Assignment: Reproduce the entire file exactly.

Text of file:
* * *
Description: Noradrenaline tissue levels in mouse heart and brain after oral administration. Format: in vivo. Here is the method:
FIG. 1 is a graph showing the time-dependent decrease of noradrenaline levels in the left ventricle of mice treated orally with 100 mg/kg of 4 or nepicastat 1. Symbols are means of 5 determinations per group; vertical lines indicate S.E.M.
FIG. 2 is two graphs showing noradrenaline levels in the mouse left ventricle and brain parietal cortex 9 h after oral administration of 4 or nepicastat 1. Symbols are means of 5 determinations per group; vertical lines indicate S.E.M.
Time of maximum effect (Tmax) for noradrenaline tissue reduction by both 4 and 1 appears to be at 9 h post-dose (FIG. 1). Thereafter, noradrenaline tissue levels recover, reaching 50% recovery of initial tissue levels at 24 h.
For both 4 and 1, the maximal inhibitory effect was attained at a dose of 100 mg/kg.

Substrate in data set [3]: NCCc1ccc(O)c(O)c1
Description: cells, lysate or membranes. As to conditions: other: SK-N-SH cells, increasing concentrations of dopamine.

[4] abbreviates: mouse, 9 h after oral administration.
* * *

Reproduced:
Description: Noradrenaline tissue levels in mouse heart and brain after oral administration. Format: in vivo. Here is the method:
FIG. 1 is a graph showing the time-dependent decrease of noradrenaline levels in the left ventricle of mice treated orally with 100 mg/kg of 4 or nepicastat 1. Symbols are means of 5 determinations per group; vertical lines indicate S.E.M.
FIG. 2 is two graphs showing noradrenaline levels in the mouse left ventricle and brain parietal cortex 9 h after oral administration of 4 or nepicastat 1. Symbols are means of 5 determinations per group; vertical lines indicate S.E.M.
Time of maximum effect (Tmax) for noradrenaline tissue reduction by both 4 and 1 appears to be at 9 h post-dose (FIG. 1). Thereafter, noradrenaline tissue levels recover, reaching 50% recovery of initial tissue levels at 24 h.
For both 4 and 1, the maximal inhibitory effect was attained at a dose of 100 mg/kg.

Substrate in data set [3]: NCCc1ccc(O)c(O)c1
Description: cells, lysate or membranes. As to conditions: other: SK-N-SH cells, increasing concentrations of dopamine.

[4] abbreviates: mouse, 9 h after oral administration.